Posted on

What We Can Learn About Writing from Vincent Van Gogh

Lust for Life book

My mother was an artist, so I grew up in a house piled high with paints, canvases, easels, glazes, frames, art books and more. In fact, when I moved out of my parents’ house in the late 90s, she turned my bedroom into her art studio. I’m writing in that room now, and I can feel her creative mojo here still.

While my mother worked in paint and ceramics (and sometimes music notes), I work in words. But honestly, no matter the medium, the struggles are often the same. My husband is a chef and my son is a songwriter. We all still get blocked creatively sometimes and get nervous when someone views our work.

I recently finished reading Irving Stone’s Lust for Life. Published in 1934, the novel is a fictionalized account of Vincent Van Gogh’s growth and struggles as an artist. Van Gogh dabbled in other professions before becoming obsessed with art and pouring hundreds of hours a week into honing his craft and trying to find his unique artistic voice. Quite simply, it drove him mad.

Most would say I still have my wits about me, yet there are several passages in the novel that struck a chord. Here are a few:

“Whatever you do, you will do well. Ultimately, you will express yourself and that expression will justify your life.”

“I can’t draw a figure without knowing all about the bones and muscles and tendons that are inside it. And I can’t draw a head without knowing what goes on in that person’s brain and soul. In order to paint life one must understand not only anatomy, but what people feel and think about the world they live in. The painter who knows his own craft and nothing else will turn out to be a very superficial artist.”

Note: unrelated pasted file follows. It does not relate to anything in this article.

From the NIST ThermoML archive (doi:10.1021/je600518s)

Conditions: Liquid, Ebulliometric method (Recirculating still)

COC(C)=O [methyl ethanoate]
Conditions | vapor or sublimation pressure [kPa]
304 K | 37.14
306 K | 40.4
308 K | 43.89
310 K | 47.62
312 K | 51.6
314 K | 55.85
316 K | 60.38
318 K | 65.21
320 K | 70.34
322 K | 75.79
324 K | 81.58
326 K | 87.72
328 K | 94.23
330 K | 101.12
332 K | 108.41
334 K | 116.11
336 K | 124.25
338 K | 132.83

“Do you call yourself an artist?”
“Yes.”
“How absurd. You never sold a picture in your life.”
“Is that what being an artist means — selling? I thought it meant one who was always seeking without absolutely finding. I thought it meant the contrary from ‘I know it, I have found it.’ When I say I am an artist, I only mean ‘I am seeking, I am striving, I am in it with all my heart.'”

“The artist has the liberty to exaggerate, to create in his novel a world more beautiful, more simple, more consoling than ours.” (Attributed to Maupassant)

“Then you like it?”
“As for that, I cannot say. I only know that it makes me feel something, in here.”
He ran his hand upward over his chest.

Many resources recommend writing what you know. I agree, to an extent. As creatives, we must also grow outside our walls, our comfort zones, our experiences to bring in new inspiration – and a little whimsy.

What books have inspired your work? What phrases speak to your craft?

Leave a Reply

Your email address will not be published. Required fields are marked *